We have to have a stricter attitude towards diesel thefts

By: Thomas Ström 6/14/19

In the hauler industry in Sweden, there is a lot of talk about cabotage regulations, penalties, etc. However, one thing is rarely noticed – the diesel thefts. Given that the fuel price is now at record-high levels, it feels important to describe the problem.

After conversations with some of the Swedish haulers driving for us at NTEX, it is apparent that this is a very common and widespread issue. Of the cars driving for NTEX, there is almost one car being emptied for diesel every week.

We are talking about organized diesel thieves driving around with a small truck and a large tank on the truck bed. Once they have identified a vehicle that no one is supervising, they break the tank cap and then use high-capacity pumps that can empty a tank of 600-700 liters under a few minutes. In cases where the haulers have invested in covering the tank with some security or special locks, the thieves just break it by making holes in the tank.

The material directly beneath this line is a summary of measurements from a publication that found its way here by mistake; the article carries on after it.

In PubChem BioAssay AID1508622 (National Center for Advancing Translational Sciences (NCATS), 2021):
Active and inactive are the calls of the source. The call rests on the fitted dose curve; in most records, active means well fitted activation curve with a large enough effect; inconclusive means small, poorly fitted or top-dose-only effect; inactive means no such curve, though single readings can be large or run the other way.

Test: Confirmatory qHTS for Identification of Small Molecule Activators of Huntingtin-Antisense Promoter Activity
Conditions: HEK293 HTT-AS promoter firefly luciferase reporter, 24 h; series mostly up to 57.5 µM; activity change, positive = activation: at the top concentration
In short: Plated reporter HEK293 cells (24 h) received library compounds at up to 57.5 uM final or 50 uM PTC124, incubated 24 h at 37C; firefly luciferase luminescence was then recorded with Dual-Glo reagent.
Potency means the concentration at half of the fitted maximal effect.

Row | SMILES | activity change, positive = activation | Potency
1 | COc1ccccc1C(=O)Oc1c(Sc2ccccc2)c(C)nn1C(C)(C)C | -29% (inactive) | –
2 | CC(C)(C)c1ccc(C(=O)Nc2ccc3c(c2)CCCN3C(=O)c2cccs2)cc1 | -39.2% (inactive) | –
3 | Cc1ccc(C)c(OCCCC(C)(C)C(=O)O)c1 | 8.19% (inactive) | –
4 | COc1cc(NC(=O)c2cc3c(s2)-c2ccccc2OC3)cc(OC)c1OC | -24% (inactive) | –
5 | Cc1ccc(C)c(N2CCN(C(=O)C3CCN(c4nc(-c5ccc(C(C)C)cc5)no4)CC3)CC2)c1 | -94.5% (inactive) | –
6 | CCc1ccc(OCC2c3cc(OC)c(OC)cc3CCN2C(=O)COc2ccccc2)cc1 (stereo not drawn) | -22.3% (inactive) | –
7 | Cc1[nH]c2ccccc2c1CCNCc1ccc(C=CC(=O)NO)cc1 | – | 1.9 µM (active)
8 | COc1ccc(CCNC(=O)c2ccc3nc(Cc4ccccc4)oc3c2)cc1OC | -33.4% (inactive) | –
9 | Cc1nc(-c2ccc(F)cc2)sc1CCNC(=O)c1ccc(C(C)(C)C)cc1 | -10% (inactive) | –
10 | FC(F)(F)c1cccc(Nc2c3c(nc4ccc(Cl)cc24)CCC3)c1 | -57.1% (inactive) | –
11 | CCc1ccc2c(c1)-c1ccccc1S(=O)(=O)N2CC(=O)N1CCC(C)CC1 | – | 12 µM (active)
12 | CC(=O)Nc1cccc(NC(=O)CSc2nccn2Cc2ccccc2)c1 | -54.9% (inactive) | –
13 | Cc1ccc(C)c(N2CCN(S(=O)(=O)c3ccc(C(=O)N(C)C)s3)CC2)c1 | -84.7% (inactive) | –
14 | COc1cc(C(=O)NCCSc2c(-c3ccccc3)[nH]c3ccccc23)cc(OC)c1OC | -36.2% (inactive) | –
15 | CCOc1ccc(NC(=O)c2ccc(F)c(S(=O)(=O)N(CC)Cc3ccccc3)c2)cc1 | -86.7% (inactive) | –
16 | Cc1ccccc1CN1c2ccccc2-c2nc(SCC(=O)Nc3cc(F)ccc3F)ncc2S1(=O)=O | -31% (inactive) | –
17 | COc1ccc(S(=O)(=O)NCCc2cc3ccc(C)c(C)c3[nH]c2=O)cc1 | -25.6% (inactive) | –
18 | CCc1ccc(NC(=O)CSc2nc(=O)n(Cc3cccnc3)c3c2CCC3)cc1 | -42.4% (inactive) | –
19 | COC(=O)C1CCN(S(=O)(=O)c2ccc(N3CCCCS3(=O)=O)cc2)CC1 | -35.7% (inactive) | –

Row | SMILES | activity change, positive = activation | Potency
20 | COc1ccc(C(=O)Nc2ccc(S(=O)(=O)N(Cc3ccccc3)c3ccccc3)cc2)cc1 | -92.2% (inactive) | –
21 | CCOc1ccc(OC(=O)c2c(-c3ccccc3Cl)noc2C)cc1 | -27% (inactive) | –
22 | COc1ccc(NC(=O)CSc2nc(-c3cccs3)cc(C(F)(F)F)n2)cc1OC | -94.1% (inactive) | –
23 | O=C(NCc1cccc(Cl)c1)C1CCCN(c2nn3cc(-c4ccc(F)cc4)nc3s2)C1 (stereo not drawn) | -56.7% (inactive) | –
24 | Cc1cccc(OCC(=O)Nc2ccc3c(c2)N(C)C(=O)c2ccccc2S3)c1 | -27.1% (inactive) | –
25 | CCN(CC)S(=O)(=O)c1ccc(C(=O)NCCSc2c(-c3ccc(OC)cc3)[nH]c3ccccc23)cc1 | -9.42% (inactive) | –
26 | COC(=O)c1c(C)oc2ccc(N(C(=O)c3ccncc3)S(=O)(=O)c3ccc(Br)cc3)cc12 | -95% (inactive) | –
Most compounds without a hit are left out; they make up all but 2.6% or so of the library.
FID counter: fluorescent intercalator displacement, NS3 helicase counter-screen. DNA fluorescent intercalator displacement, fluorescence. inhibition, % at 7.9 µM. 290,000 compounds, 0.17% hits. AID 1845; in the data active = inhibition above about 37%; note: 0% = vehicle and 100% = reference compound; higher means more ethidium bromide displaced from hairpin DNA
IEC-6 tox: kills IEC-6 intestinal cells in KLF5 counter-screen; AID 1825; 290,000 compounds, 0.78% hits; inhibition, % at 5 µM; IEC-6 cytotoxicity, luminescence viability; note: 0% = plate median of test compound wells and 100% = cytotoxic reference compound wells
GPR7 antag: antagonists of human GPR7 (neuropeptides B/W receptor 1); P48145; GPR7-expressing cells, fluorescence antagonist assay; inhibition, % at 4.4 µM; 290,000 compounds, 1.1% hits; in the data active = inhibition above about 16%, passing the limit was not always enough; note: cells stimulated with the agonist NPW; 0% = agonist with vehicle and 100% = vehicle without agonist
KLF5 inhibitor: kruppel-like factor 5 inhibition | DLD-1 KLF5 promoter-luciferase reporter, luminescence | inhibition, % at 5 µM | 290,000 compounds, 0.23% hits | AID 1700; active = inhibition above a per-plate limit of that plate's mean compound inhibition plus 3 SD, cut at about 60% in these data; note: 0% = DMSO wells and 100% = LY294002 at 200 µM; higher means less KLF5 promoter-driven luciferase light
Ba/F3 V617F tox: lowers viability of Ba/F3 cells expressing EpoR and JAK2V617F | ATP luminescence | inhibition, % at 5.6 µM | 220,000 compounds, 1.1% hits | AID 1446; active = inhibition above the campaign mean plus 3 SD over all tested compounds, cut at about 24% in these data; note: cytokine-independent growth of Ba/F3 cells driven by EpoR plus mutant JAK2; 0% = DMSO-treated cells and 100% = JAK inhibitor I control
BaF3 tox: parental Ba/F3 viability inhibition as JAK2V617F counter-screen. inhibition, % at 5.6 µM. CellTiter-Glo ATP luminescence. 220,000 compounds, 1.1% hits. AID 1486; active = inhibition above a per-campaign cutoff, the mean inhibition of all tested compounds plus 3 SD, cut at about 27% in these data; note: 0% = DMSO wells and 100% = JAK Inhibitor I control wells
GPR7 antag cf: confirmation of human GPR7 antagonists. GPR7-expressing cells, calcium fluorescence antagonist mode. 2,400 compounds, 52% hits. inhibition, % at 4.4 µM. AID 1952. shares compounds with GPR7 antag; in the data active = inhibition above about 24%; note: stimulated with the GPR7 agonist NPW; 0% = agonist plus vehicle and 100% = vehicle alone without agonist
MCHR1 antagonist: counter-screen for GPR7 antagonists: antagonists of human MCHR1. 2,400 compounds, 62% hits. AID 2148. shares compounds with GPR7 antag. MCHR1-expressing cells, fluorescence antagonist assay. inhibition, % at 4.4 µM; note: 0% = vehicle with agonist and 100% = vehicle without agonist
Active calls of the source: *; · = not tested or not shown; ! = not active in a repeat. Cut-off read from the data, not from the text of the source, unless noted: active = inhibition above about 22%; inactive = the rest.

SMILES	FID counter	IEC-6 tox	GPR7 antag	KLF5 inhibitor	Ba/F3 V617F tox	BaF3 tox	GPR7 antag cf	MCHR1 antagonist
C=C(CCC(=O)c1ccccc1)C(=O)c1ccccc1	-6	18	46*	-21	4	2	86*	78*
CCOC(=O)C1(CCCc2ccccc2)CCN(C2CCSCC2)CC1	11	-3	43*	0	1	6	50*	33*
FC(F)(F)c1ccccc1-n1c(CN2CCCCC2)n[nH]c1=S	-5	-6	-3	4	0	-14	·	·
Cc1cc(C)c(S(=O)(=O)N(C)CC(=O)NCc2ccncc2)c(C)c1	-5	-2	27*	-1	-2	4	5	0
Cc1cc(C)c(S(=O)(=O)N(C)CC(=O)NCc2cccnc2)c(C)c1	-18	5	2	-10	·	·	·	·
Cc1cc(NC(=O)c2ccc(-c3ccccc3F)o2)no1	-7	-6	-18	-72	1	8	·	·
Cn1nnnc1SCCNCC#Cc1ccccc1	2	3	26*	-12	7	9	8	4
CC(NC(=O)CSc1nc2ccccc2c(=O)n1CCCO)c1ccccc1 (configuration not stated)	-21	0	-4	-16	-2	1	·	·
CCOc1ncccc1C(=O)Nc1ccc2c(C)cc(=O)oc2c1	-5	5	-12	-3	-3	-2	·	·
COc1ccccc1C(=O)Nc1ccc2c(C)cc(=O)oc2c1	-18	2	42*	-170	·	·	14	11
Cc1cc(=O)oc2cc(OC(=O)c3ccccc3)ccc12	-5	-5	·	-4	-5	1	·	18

Yet, it does not stop there. On the occasion when something goes wrong and large amounts of diesel leak out on the site, the owner of the vehicle is responsible for the cleanup. Well, more correctly – a rather high insurance fee. The insurance company pays for the remaining costs.

The police are aware of what is happening but cannot do anything. Sometimes it happens that the diesel thieves are caught red-handed, but after a few hours, they are out again. The reason? The crime is dismissed due to lack of evidence! With this in mind, I can understand that some haulers ignore reporting to the police. It takes too much time and effort and gives back way too little.

So what do the thieves do with the stolen diesel? In several cases, they re-sell it to sub-prices – sometimes half the price – to less scrupulous haulers. Alternatively, they sell the diesel abroad. This is the reason why today it is possible to buy cheap transports for 50-60 SEK per mile, which is supposed to cover costs for expensive cars, fuels and drivers.

Another distinct market is the one where foreign haulers send their drivers cash that should suffice for refueling for the trip to and from Sweden. A full tank of 700 liters for 8 SEK per liter instead of 16 SEK per liter means 5 600 SEK right down the driver's own pocket, which can correspond to almost a whole month's salary in their native country.

Do I need to tell you that people in the industry are laughing at us in the rest of Europe? We have to get tougher and set examples. This cannot go on.

Thomas Ström